INTRODUCTION TO LOGIC
As it is through good reasoning that we plan, explain, persuade, convince, solve, and prove things successfully through language, good reasoning matters. So too do arguments, for they are the main medium through which we reason. Through the study of informal logic, not only will you learn that a good argument is cogent and a bad argument is fallacious, you will learn how to tell whether any argument is cogent or fallacious. But just as English is not always the best language through which to do mathematics, English is not always the best language though which to do logic. For this reason, in addition to informal (nonsymbolic) logic, you will learn both classical symbolic logic and modern sentential symbolic logic. When our attention turns to classical logic, our focus will be on evaluating syllogisms composed of general statements. When our attention shifts to sentential logic, the emphasis will be on deducing claims from their evidence via natural deduction (proofs). The central question in this course is “Does this (a claim) follow from that (its evidence)?” By the end of this course, you will have learned a host of formal methods for settling that question and others that bear upon the construction and evaluation of arguments.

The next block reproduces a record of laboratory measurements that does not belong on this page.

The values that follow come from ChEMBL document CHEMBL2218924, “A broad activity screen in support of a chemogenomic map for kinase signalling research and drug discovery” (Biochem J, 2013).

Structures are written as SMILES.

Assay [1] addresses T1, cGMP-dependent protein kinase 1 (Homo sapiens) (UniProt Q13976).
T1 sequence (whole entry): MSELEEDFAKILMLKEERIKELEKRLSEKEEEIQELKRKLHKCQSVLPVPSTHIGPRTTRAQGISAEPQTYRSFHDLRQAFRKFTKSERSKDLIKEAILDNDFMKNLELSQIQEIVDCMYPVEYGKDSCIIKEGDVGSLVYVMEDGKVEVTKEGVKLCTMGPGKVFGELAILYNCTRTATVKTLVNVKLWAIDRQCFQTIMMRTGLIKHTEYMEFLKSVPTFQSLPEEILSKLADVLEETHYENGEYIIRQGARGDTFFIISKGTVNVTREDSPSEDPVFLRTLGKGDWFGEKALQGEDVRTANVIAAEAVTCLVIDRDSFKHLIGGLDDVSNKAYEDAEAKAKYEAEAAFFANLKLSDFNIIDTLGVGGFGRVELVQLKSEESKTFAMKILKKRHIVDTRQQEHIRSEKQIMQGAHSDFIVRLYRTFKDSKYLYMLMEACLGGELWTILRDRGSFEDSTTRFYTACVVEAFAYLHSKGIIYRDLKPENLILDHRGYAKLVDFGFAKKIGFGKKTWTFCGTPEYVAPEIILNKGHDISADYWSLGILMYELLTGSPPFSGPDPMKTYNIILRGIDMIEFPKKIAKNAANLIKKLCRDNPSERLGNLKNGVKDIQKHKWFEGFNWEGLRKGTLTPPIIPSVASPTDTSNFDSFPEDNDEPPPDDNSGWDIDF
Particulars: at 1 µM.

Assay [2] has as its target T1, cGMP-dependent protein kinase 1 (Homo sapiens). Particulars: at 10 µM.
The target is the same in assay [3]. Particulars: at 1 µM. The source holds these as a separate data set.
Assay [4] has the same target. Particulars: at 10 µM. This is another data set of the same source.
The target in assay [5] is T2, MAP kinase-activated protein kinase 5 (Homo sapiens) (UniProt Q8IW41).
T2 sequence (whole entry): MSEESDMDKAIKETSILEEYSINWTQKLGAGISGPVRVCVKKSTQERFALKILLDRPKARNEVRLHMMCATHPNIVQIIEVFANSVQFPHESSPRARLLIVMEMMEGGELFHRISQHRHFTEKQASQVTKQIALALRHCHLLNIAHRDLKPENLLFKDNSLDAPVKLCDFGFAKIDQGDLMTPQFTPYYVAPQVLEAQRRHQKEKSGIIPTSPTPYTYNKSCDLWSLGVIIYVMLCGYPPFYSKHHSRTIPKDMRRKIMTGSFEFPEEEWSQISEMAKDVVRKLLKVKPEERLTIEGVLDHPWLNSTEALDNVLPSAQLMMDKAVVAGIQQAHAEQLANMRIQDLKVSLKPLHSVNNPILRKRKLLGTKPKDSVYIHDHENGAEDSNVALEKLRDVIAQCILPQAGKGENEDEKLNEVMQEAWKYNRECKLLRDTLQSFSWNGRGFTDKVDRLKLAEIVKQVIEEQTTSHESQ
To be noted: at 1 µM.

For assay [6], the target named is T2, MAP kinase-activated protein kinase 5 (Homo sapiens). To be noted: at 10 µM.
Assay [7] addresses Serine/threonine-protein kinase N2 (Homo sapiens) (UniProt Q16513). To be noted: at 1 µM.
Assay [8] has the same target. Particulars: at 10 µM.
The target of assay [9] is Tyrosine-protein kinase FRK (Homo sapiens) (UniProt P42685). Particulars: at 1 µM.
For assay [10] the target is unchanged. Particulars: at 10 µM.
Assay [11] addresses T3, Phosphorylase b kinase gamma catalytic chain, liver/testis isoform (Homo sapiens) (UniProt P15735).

REQUIRED BOOKS: (available via Scribd.com)
The first 2 books will be the most important for the video courses.
The main video courses will be:
An Introduction to Formal Logic by Mark Thorsby
The following set of videos should be viewed prior to each section that they correspond to.
While the current videos are not set to the above, please use the above as the course material is updated.
- Lectures 15
- Quizzes 0
- Duration 3 months
- Skill level Beginner
- Language English
- Students 11
- Certificate No
- Assessments Self